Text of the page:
How new coach Igor Stimac wants to turn India into a football powerhouse
Igor Stimac knows a thing or two about football.
The 51-year-old Croatian was captain of the thrilling Croatian side that beat Holland to 3rd place at the 1998 World Cup, and as a manager lead Croatia to the 2014 World Cup - with the likes of Real Madrid star Luka Modric - and now he's taken on one of the biggest challenges of his career:
To turn India into an Asian football powerhouse and Olympic qualifier.
“I love great challenges and as far as I can see, football in your wonderful country is a sleeping giant” - Igor Stimac on his new role as coach of India
India's most popular Sport
In a country of 1.4 billion people, football is played in the shadow cast by cricket - king of Indian sports.
And when it comes to participation, football doesn't even play second fiddle to cricket, it's more like 5th behind badminton, cycling, and athletics.
Indian sporting heroes are cricket royalty like Sachin Tandulkar, current cricket captain Virat Kohli, or Olympic legends like hockey 'Wizard' Dyan Chand, Tokyo 2020 boxing gold medal contender Mary Kom, badminton players Sania Nehwal and PV Sindhu, or even sharpshooter Abhinav Bhindra who won India's first ever individual gold at Rio 2016.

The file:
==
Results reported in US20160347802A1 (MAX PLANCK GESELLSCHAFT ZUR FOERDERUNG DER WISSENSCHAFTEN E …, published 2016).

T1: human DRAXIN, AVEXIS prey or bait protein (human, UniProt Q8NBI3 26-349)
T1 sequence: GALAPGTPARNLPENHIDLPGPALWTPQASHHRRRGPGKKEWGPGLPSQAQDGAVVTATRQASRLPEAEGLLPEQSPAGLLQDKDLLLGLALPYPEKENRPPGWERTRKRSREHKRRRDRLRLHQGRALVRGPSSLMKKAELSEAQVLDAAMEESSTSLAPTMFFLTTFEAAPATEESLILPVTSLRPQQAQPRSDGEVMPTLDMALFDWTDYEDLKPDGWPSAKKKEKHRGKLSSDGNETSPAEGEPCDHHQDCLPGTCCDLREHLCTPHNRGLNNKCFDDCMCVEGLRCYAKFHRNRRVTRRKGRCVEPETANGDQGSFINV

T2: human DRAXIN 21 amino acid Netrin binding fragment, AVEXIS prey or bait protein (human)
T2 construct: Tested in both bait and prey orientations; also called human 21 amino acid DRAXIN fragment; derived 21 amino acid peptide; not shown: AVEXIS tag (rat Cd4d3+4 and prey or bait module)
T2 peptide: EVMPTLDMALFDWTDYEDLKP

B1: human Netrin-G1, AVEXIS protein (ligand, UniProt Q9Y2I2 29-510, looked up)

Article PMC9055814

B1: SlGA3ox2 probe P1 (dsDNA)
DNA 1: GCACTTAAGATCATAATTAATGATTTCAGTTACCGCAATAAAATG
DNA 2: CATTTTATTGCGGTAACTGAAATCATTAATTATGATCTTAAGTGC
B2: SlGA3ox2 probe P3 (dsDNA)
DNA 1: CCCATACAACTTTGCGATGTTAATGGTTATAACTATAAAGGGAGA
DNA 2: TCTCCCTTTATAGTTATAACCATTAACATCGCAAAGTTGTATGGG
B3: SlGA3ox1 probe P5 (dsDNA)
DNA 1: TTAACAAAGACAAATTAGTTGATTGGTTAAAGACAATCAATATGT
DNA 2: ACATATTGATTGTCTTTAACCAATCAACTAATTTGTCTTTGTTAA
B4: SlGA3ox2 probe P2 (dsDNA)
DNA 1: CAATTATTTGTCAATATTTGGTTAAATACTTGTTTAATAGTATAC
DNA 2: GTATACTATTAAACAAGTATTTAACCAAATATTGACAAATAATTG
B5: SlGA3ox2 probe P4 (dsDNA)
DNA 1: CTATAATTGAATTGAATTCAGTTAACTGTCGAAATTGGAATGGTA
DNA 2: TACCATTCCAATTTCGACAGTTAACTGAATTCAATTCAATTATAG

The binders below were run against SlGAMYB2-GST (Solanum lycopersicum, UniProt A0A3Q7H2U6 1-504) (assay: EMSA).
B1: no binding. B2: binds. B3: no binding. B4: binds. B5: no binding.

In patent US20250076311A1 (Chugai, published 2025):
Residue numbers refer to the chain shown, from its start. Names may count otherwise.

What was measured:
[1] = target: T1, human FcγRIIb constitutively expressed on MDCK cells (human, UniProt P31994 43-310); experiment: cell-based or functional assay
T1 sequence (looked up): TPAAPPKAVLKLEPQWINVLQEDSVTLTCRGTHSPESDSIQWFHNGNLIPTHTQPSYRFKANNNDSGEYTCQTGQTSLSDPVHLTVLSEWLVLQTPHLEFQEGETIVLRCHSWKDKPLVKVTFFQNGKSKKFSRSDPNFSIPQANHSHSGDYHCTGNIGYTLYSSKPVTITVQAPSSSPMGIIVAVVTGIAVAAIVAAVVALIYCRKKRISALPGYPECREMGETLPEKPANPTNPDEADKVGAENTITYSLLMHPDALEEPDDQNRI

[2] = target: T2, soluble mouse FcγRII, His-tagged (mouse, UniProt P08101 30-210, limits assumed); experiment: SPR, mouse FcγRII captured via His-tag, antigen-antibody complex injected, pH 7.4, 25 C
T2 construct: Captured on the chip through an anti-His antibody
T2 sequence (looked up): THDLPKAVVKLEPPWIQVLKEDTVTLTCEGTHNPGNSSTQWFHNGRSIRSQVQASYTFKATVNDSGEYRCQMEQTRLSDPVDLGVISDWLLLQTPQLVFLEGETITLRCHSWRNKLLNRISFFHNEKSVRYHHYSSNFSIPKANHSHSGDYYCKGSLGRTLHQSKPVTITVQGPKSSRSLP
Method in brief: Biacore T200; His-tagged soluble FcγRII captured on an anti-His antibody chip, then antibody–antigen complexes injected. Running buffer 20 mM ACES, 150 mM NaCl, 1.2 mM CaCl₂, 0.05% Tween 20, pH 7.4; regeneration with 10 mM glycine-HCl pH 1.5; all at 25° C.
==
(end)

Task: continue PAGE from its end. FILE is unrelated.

India: Olympic and World Cup record
India has won 8 of their 9 Olympic gold medals in field hockey, but have never clinched an Olympic football medal.
The country's best result at an Olympics came in 1956 when they reached the semi finals.
While the Blue Tigers have graced 4 different Olympic Games, the closest the country has ever come to making a World Cup was at Brazil 1950 when India qualified by default after the Philippines, Indonesia and Burma all withdrew.
Brazil practically begged India to come and represent Asia, promising to cover all costs.
The Indian team never arrived.
The reasons why are shrouded in mystery and still debated today.
Wherever the truth lies, the bottom line is that India has never reached a World Cup finals, and haven't been at the Olympics since 1960.
India's football future
Now in 2019 Igor Stimac has been brought in to change the course of history for Indian football.
He takes over from English manager Stephen Constantine after a disappointing 2019 Asian Cup in January.
India started the tournament with gusto by thrashing Thailand 4-1 in their opening game to record their first Asian Cup victory in 55 years.
Even Carlos Quieroz was impressed.
But defeat to the UAE and Bahrain followed, and India crashed out of the tournament finishing bottom of Group A.
The coach walked.
Yet while India didn't shine at the Asian Cup, Constantine did lay some solid foundations that Stimac can build on.
When the Englishman took over from Wim Koevermans in 2015, Indian football was at an all time low.